John Kerry has got to go Howard Dean. There's no way around it. His circumlocution and Senatese, his professional courtesy, everything about him that the world sees on a day-to-day-basis is tailor made to be ripped apart by some asshole like George W. Bush. For God's sake, this guy could be saying "let's nuke Japan again" and he'd be winning the battle for the minds of America, because at least he's fighting for them. George W. Bush is campaigning like Patton. He's put all his forces in order, and he's bulling straight ahead with absolute efficiency. Kerry is fucking around like Marshal Petain. A little effort over here, a little over there, oh no, better not fight over here, it might be inconvenient, and I'm sure he wouldn't attack through the Ardennes, so I'll just ignore that. Jesus Christ, John, you're getting slaughtered piecemeal! What in bloody hell is your platform? You've got fiscal policies, environmental policies, social policies, the works, and you just keep sending them into battle once at a time, not connected, not supporting each other, and they're getting murdered. Damn it all, John, you were in the military. You of all people should know that you can have the best troops, or ideas, in the world, and if they're not organized, they're going to get slaughtered! Damn it, John, you have the better ideas. You have the better troops. But where the fuck is the leadership? And then there's foreign policy. That's the battlefield this election is going to be fought on. You tried to draw him into the domestic arena, but it didn't work. That's North Africa. Foreign Policy is Europe. This is where the war is going to be decided. So what the hell is your battle plan? You can beat him on every issue, and he'd still win. Why? Because his army is going somewhere. You?re just playing defense. And it's appropriate that I call him an army and talk about you like you?re playing a game, because that's what it looks like. He comes out and says "we're going to remake the world in our image", and you respond with "yeah, but you're not being sensitive enough while you do it." How about "what the fuck are you talking about, George? Are you fucking insane?" You can't just keep on saying "I agree with everything he says, but we should have done it better." How about "I gave George Bush authority to go to war with Iraq because I love my country and would do anything to protect her from harm. I didn't give him authority to go on some crazy-ass crusade to overthrow the governments of half the Middle East." And if his Swift Boat surrogates go after you one more time, how about you finally say "You know what? You decide for yourself whether I deserved my medals or not. The fact is, I was still fucking there, getting my ass shot at for my country, while George Bush was getting drunk off his ass while AWOL from the Champagne Battalion in the Texas Air national Guard. I'm sick and tired of these idiots telling me I didn't bleed enough to cover up the fact that their guy was a drunken embarrassment to his family. You want to spend any more time digging up my past, be my guest, because anything you find is still gonna leave me 20 miles ahead of George W. Bush." John, I don't know what you're planning. I don't know what you've got up your sleeve. But this is no game. You have to win. I'll back you - we'll all back you - but I swear to God, if you're fucking around, if you lose this thing to that asshole because you didn?t try hard enough, I will never forgive you. Your name will go down in history as "the guy that let George Bush win". What ever wars, whatever misery he is responsible for in his second term will be on your conscience. So pack it up, soldier. We've got work to do.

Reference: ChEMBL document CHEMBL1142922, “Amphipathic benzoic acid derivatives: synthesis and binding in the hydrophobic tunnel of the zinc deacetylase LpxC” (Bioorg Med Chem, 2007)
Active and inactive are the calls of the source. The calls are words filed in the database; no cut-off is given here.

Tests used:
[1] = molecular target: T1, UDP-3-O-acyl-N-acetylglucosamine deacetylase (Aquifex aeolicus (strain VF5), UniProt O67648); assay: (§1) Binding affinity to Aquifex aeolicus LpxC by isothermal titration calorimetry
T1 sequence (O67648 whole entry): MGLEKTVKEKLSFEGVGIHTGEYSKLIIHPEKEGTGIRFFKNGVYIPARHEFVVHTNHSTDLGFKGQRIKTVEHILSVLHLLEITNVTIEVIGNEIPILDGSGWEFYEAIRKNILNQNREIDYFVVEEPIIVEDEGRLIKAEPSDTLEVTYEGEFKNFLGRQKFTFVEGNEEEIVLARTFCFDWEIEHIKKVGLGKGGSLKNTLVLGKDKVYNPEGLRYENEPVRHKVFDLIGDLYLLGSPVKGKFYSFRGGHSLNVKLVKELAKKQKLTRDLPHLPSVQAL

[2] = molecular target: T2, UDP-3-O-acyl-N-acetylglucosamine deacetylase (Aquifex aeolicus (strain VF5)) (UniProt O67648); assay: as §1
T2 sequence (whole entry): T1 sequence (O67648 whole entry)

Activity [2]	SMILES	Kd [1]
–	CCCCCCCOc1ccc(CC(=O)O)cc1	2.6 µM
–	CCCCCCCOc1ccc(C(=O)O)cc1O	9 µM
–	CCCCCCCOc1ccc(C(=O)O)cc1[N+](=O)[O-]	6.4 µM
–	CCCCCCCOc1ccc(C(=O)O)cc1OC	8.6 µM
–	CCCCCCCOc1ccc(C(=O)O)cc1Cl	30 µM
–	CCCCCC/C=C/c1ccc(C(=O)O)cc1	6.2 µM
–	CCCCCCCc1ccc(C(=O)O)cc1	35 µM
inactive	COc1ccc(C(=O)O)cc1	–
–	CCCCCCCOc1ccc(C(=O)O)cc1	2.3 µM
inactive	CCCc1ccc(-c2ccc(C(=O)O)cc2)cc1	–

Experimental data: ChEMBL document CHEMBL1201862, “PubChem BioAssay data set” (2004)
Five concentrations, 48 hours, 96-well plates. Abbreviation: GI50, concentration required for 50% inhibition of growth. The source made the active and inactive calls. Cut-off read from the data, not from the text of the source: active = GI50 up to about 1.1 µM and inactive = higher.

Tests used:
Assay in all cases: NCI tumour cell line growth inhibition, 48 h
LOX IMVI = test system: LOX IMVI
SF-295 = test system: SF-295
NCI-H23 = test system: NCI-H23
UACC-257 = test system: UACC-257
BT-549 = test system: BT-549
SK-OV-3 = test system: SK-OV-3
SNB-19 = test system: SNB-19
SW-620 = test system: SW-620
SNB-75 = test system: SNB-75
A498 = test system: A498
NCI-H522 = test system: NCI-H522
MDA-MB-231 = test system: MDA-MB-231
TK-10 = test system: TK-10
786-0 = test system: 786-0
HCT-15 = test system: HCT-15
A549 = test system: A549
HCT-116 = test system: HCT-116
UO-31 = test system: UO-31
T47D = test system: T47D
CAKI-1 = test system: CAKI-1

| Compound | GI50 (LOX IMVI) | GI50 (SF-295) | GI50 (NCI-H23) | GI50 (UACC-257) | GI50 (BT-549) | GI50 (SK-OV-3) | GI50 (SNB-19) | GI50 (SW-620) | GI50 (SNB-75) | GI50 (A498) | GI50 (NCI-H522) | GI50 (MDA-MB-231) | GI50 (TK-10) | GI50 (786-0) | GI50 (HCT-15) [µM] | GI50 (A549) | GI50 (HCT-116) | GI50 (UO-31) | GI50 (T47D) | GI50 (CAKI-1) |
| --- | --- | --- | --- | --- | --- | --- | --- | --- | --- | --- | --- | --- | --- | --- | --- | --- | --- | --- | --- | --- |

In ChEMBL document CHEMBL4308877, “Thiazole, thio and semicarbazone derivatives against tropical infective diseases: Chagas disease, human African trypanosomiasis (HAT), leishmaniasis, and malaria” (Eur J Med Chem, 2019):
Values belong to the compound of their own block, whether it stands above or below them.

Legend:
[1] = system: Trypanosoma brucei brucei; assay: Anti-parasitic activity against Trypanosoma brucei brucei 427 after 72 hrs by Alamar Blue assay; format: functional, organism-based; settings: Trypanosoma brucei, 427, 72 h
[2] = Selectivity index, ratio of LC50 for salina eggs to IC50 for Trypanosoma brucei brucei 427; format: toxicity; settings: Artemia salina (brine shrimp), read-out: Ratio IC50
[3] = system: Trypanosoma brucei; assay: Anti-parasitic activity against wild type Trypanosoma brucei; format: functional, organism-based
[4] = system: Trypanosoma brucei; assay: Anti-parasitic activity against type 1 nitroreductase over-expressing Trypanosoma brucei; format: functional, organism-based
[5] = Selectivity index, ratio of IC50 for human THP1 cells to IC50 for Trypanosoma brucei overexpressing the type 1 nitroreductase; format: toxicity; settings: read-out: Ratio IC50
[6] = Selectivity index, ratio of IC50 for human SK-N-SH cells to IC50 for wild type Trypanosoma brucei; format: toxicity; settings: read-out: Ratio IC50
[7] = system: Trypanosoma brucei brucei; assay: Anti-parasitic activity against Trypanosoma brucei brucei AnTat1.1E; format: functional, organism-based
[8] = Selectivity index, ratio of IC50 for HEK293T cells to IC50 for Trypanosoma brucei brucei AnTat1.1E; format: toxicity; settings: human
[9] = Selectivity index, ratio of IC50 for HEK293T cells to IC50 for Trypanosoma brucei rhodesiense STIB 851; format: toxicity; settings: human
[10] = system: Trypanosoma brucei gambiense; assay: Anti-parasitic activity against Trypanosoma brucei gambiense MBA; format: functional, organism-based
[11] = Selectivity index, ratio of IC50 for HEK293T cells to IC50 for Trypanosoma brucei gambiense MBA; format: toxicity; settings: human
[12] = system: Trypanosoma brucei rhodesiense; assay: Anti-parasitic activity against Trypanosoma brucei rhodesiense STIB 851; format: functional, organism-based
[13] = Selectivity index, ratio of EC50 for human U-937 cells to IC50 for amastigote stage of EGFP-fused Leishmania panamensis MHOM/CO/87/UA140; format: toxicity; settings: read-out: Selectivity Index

Update: You might want to note that I posted this at 4:16 AM. That may explain a few things.